AttributeError: 'range' object has no attribute '__next__'
>>> ri = iter(r)
>>> ri.__next__
<method-wrapper '__next__' of range_iterator object at 0xb73bef80>
``````

So you can check that the object has `__iter__` but that it does not have `__next__`.

``````>>> def is_container_iterable(o):
...     return hasattr(o, '__iter__') and not hasattr(o, '__next__')
...
>>> is_container_iterable(())
True
>>> is_container_iterable([])
True
>>> is_container_iterable({})
True
>>> is_container_iterable(range(5))
True
>>> is_container_iterable(iter(range(5)))
False
``````

Iterators also has an `__iter__` function, that will return self.

``````>>> iter(f) is f
True
>>> iter(r) is r
False
>>> iter(ri) is ri
True
``````

Hence, you can do these variations of the checking:

``````>>> def is_container_iterable(o):
...     return iter(o) is not o
...
>>> is_container_iterable([])
True
>>> is_container_iterable(())
True
>>> is_container_iterable({})
True
>>> is_container_iterable(range(5))
True
>>> is_container_iterable(iter([]))
False
``````

That would fail if you implement an object that returns a broken iterator, one that does not return self when you call iter() on it again. But then your (or a third-party modules) code is actually doing things wrong.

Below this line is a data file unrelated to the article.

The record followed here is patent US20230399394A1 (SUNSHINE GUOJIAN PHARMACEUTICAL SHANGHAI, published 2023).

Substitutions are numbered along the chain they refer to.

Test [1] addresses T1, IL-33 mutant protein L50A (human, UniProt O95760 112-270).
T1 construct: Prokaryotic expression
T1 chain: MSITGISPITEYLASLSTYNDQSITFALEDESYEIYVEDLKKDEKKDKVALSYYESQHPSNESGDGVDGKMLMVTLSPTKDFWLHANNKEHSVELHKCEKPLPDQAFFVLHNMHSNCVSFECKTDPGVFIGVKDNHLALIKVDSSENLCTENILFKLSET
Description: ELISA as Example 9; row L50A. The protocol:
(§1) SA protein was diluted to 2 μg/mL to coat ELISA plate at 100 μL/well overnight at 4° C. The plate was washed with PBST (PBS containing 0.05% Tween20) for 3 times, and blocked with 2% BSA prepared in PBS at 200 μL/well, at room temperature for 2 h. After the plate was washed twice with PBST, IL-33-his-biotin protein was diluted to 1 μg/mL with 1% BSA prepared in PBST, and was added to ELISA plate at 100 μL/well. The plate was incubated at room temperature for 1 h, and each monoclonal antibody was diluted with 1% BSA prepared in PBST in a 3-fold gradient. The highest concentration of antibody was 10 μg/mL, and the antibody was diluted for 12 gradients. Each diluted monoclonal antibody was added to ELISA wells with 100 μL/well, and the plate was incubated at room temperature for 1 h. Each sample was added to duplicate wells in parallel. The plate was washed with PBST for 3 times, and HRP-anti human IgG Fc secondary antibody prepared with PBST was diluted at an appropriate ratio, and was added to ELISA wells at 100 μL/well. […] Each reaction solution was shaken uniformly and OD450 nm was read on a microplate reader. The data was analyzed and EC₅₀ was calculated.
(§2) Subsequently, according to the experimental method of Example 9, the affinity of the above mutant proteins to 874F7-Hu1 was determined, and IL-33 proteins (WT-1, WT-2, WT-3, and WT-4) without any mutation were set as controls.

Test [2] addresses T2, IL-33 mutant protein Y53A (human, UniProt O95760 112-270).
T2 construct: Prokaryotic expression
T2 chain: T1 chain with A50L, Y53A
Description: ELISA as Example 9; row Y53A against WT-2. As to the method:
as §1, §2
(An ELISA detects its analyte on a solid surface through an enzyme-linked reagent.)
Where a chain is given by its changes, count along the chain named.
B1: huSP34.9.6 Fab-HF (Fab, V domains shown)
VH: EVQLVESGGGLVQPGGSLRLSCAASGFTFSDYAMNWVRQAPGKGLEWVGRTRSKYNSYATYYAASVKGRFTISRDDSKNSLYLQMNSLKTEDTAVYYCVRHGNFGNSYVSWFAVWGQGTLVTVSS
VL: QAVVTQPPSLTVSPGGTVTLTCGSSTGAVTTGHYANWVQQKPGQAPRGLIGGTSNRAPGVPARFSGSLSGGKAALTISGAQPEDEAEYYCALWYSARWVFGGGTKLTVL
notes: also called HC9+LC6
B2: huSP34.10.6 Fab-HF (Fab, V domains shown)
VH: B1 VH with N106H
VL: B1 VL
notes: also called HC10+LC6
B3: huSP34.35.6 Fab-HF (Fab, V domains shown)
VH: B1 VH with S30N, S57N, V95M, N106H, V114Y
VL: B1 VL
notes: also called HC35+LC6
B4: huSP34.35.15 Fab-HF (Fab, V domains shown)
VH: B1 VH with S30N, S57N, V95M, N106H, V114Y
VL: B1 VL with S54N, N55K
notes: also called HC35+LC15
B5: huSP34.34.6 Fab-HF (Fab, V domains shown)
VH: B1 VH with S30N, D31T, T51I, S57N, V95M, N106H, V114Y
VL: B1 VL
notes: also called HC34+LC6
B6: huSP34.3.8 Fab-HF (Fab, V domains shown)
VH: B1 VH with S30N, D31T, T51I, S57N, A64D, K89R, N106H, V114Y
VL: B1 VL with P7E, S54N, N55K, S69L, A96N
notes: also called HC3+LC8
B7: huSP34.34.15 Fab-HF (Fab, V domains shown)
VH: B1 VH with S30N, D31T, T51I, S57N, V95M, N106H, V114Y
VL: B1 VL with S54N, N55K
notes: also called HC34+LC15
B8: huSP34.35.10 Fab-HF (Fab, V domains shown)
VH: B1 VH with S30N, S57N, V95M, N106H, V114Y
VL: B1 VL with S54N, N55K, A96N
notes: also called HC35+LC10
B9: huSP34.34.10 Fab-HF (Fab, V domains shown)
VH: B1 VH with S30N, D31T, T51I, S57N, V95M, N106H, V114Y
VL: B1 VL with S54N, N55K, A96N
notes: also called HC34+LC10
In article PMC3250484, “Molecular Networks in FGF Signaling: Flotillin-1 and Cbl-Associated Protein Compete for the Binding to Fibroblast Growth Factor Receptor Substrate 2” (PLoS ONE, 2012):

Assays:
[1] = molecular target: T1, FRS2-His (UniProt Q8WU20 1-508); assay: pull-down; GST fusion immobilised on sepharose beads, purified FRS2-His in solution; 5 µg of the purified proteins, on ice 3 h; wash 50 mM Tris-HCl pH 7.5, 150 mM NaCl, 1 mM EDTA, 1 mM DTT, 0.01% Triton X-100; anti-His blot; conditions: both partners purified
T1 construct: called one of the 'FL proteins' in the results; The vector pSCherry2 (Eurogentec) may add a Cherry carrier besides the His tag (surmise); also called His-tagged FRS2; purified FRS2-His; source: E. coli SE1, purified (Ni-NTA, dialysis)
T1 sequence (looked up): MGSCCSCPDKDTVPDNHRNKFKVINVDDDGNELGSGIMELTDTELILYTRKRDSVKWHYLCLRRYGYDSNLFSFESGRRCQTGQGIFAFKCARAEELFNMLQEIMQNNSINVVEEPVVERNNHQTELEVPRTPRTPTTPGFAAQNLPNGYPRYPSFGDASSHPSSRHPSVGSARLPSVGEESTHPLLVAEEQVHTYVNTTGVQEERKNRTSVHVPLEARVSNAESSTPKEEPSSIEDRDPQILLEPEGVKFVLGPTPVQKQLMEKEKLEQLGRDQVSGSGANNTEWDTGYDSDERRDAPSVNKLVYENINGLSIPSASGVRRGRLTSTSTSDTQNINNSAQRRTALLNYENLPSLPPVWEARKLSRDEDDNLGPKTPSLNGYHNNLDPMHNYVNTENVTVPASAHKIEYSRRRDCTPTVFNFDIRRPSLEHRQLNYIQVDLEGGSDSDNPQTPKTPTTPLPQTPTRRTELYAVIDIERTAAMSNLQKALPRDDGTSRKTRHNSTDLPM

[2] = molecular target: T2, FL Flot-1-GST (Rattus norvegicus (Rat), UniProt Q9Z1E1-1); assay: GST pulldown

It does depends on making an iterator though, and hence calling the objects `__iter__`, which in theory may have side-effects, while the above hasattr calls should not have side effects. OK, so it calls getattribute which could have. But you can fix that thusly:

``````>>> def is_container_iterable(o):
...     try:
...         object.__getattribute__(o, '__iter__')
...     except AttributeError:
...         return False
...     try:
...         object.__getattribute__(o, '__next__')
...     except AttributeError:
...         return True
...     return False
...